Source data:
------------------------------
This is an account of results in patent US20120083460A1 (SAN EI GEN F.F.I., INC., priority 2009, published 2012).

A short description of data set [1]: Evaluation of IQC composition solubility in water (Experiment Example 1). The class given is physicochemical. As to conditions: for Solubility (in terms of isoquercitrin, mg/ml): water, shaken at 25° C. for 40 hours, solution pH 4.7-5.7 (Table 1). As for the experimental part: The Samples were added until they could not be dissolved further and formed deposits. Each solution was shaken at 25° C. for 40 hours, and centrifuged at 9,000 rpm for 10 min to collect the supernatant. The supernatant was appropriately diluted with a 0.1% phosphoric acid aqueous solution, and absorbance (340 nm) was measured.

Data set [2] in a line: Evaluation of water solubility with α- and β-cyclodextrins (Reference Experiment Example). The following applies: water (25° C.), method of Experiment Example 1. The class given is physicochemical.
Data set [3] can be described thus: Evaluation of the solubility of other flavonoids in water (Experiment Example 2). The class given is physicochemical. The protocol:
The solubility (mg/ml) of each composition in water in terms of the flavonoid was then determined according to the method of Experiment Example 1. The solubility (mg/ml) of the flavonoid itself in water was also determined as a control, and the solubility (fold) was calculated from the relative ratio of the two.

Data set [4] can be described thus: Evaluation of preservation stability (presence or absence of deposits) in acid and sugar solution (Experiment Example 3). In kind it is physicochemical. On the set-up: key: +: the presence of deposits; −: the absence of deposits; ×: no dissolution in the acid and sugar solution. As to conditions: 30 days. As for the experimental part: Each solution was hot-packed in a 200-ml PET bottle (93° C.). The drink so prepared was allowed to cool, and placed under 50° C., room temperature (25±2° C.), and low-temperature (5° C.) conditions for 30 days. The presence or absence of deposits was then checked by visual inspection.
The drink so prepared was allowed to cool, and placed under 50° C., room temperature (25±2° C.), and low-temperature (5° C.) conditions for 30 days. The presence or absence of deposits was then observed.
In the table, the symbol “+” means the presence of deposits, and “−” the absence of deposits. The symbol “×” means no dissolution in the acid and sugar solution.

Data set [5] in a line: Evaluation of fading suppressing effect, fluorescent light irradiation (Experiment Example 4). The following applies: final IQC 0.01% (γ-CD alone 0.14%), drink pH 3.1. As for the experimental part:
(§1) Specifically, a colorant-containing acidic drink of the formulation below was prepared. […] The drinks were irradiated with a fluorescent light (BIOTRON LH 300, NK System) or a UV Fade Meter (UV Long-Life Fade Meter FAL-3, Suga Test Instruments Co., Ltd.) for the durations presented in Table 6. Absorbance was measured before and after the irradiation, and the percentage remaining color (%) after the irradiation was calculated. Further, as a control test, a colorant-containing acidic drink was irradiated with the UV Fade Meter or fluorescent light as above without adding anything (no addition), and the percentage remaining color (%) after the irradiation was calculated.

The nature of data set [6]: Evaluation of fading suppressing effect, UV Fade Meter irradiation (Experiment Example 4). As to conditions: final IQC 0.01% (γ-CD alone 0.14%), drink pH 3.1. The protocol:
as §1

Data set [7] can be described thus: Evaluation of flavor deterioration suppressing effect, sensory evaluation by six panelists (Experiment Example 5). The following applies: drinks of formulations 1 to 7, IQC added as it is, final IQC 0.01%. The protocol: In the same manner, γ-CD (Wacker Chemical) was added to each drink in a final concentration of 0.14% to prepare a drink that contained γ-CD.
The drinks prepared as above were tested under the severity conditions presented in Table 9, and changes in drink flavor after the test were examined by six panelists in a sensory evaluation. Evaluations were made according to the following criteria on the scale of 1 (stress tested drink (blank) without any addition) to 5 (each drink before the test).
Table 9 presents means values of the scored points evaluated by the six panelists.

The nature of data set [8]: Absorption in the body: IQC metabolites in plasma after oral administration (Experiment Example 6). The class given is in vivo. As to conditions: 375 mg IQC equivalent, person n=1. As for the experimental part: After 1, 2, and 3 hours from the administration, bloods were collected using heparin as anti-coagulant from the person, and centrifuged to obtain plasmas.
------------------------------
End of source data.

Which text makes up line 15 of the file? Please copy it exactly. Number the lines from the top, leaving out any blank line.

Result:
Table 9 presents means values of the scored points evaluated by the six panelists.